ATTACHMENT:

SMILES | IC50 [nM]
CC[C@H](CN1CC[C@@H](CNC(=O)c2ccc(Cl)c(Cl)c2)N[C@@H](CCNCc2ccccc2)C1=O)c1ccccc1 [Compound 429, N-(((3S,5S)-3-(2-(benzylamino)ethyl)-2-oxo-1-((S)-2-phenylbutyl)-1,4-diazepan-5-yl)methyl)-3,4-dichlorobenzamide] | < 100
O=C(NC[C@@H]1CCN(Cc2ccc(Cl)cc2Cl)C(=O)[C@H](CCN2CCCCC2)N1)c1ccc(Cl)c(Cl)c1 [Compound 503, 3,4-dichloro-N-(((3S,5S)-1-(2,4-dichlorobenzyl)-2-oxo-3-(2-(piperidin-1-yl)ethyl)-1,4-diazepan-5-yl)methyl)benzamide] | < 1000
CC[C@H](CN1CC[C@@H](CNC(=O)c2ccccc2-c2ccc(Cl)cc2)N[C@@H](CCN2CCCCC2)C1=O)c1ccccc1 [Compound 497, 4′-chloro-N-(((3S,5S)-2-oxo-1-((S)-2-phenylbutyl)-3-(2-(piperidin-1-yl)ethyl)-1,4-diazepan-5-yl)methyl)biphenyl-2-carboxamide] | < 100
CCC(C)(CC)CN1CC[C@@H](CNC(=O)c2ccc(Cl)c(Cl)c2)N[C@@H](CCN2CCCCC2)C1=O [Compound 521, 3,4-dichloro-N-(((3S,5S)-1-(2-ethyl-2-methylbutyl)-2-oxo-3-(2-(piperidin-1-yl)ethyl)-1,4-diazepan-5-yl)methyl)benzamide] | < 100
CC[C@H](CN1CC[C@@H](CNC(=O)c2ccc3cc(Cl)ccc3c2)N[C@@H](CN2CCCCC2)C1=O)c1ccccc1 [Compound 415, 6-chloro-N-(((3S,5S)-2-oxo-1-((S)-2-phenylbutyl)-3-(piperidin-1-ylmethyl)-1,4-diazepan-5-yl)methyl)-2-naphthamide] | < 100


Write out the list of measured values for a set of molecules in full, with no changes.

SMILES | IC50 [nM]
CC[C@H](CN1CC[C@@H](CNC(=O)c2ccc(Cl)c(Cl)c2)N[C@@H](CCNCc2ccccc2)C1=O)c1ccccc1 [Compound 429, N-(((3S,5S)-3-(2-(benzylamino)ethyl)-2-oxo-1-((S)-2-phenylbutyl)-1,4-diazepan-5-yl)methyl)-3,4-dichlorobenzamide] | < 100
O=C(NC[C@@H]1CCN(Cc2ccc(Cl)cc2Cl)C(=O)[C@H](CCN2CCCCC2)N1)c1ccc(Cl)c(Cl)c1 [Compound 503, 3,4-dichloro-N-(((3S,5S)-1-(2,4-dichlorobenzyl)-2-oxo-3-(2-(piperidin-1-yl)ethyl)-1,4-diazepan-5-yl)methyl)benzamide] | < 1000
CC[C@H](CN1CC[C@@H](CNC(=O)c2ccccc2-c2ccc(Cl)cc2)N[C@@H](CCN2CCCCC2)C1=O)c1ccccc1 [Compound 497, 4′-chloro-N-(((3S,5S)-2-oxo-1-((S)-2-phenylbutyl)-3-(2-(piperidin-1-yl)ethyl)-1,4-diazepan-5-yl)methyl)biphenyl-2-carboxamide] | < 100
CCC(C)(CC)CN1CC[C@@H](CNC(=O)c2ccc(Cl)c(Cl)c2)N[C@@H](CCN2CCCCC2)C1=O [Compound 521, 3,4-dichloro-N-(((3S,5S)-1-(2-ethyl-2-methylbutyl)-2-oxo-3-(2-(piperidin-1-yl)ethyl)-1,4-diazepan-5-yl)methyl)benzamide] | < 100
CC[C@H](CN1CC[C@@H](CNC(=O)c2ccc3cc(Cl)ccc3c2)N[C@@H](CN2CCCCC2)C1=O)c1ccccc1 [Compound 415, 6-chloro-N-(((3S,5S)-2-oxo-1-((S)-2-phenylbutyl)-3-(piperidin-1-ylmethyl)-1,4-diazepan-5-yl)methyl)-2-naphthamide] | < 100